But it was more than just the natural scenery that drew him to the England–Wales border town of Clyro. “I liked the idea of finding a place where I could truly belong. It would be good to be on the inside for once, to be a thread or stitch in the social fabric.” It was John Updike, of all people, who inspired him to seek out small-town life. “For a writer, it’s good to live between a widow and a plumber,” Updike wrote – to be surrounded by different, ordinary people and get to know your neighbors in an old-fashioned but still desirable way.
After the family settled in at Pottery Cottage, another of Balch’s guiding spirits was Reverend Francis Kilvert, curate of Clyro from 1865 to 1872. He’s known today for the diary he started keeping in 1870. As he went around visiting, he made pen portraits of his parishioners, often summing people up through one apt phrase of Dickensian description. In a sense, Balch is trying to do the same thing with these sketches of his new community members. Meanwhile, he weaves in biographical information about Kilvert in much the same way that Helen Macdonald does about T.H. White in H is for Hawk.There’s still an active Kilvert Society today, and early on Balch joined them for a tour of Clyro. With the River Wye, the Black Mountains and the book town of Hay-on-Wye all in range, it’s a splendid view:
The Wye is at its nearest to the east, huddled in the dip between two rippled fields of honeyed wheat and brilliant yellow rapeseed, its emerald-green waters rushing fast above the reeds. … Burrowed among the trees above its far bank stands Hay, a blue-grey patchwork of tiled rooftops amid a swathe of sylvan green. Poking above the tree canopy is the castle … And then beyond, of course, the barren bouldery bulk of the Black Mountains. Implacably wild. Their beauty hard, unremitting, almost brutish in their bluntness.
Balch starts trying to fit in by joining the regular drinkers at the Rhydspence Inn, an old-fashioned pub, on Wednesday nights. He’s closest with Tony, a farmer, and subsequently observes the Young Farmers group. In other chapters he profiles the unconventional, hippie types drawn to the area, like the owners of Hay’s fair trade shop; and the locals and shopkeepers involved in the Thursday market. He also sits in on some community planning meetings and learns about a recent anti-supermarket campaign. The Town Council and the “Hay Together” interest group are often at odds, he learns. A Chamber of Commerce meeting turns into an argument about renovating the Castle, one of Hay’s chief landmarks.My favorite chapter of all was about the Hay Festival, one of the foremost literary festivals in the UK. (It starts this week, in fact.) Although I’ve been to Hay five times since 2004, I’ve never attended its annual festival. I loved getting a peek behind the scenes, as Balch interviewed an author who’d written a guide to the local area. For Balch, his feelings about the festival prove that he’s finally thinking more like a local than an ‘incomer’:
Part of me is elated that the outside world has landed on our doorstep. For a brief window in late spring, everywhere I turn there are urbanites like me. … Simultaneously, part of me recoils. … I feel invaded. Some traitorous wretch has spilled word of our rural haven and now legions of out-of-towners have arrived, overrunning the place with their unmuddied cars and city manners.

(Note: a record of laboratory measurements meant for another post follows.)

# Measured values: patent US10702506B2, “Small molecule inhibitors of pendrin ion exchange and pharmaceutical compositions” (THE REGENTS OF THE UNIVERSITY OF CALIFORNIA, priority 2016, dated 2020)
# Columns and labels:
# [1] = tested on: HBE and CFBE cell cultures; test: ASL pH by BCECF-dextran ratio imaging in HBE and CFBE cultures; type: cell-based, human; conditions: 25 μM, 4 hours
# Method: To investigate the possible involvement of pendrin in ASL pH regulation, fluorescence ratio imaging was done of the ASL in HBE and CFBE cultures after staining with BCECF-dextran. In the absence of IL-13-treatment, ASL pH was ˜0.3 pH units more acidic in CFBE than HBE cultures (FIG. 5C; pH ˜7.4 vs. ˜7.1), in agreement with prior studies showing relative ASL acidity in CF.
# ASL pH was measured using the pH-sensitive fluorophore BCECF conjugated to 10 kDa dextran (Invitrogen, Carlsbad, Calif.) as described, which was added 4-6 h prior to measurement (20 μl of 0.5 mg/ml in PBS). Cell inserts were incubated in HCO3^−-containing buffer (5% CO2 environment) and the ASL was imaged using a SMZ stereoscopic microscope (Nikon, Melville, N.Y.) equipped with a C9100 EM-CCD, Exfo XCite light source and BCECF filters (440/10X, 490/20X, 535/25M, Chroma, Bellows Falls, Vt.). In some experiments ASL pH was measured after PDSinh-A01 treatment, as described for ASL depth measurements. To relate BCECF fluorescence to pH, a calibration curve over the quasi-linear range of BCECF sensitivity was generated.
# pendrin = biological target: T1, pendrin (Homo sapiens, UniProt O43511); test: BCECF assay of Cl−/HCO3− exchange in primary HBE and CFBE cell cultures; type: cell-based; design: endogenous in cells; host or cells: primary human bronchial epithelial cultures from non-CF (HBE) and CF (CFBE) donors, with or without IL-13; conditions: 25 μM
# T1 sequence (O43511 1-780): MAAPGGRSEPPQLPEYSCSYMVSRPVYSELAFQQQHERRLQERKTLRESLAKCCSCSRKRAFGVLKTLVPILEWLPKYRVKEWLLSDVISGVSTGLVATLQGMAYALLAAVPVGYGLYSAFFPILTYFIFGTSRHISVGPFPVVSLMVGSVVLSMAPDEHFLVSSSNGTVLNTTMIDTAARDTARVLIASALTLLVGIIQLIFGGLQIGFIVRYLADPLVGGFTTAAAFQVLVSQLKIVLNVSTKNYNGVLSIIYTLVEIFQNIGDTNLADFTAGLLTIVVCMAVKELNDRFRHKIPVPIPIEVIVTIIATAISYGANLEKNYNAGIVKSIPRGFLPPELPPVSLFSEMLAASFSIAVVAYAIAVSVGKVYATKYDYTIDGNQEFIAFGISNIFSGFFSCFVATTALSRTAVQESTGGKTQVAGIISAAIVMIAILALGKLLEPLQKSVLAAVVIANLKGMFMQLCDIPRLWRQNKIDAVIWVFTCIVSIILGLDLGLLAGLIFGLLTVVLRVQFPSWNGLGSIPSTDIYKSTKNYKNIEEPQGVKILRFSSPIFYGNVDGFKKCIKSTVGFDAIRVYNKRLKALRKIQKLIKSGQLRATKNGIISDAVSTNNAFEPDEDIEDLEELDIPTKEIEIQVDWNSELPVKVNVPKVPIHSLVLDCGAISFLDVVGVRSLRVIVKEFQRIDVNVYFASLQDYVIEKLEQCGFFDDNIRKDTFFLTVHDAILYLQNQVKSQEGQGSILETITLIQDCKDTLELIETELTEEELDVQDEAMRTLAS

Even in the decade that I’ve been visiting, I can recognize some of the processes Balch pinpoints – essentially evidence of gentrification going on in Hay and the surrounding area. Under the ownership of an American female entrepreneur, for instance, Booth’s Bookshop has been transformed from a falling-down jumble sale into a well-presented independent bookstore with a posh café. Some of the locals Balch meets are delighted with the changes, while others feel that the snobs are taking over and driving up prices for regular folk.
If I was a bit disappointed with this book, it’s because I didn’t fully heed the subtitle – “Sketches of Real Life on the Welsh Borders.” It’s not meant to be a chronological narrative of Balch’s time in Clyro but a thematic tour, with some common threads running through. This means that, depending on the reader, certain chapters will probably seem much more interesting than others. So the best part of “The Young Farmers” chapter, for me, was a description of a cow doing a messy poo (“the most splendid jet of steaming gravy-colored excrement”); otherwise I found it entirely tedious.Perhaps I wrongly expected this to be exactly like Paul Collins’s Sixpence House. This 2003 memoir of trying to make a life in Hay is among my all-time favorite reads. Although similar on the surface, Under the Tump is a very different book. I appreciated it most as a narrative of searching for a place to call home – something that will surely strike a chord with any reader.
With thanks to Faber & Faber for the free copy.
- Other books that reference Hay-on-Wye:
- Reading in Bed by Sue Gee opens at the Hay Festival.
- In The Red House by Mark Haddon, a dysfunctional family vacations in the countryside near Hay.
- In Next Life Might Be Kinder by Howard Norman, the main female character is from Hay.
- One of the settings in The Rise and Fall of Great Powers by Tom Rachman is a bookstore in a small Welsh village. (Okay, not quite Hay.)
- Plus one from the TBR: in The Bookman’s Tale by Charlie Lovett, an antiquarian bookseller browsing in a shop in Hay finds a book that sets him off on a quest.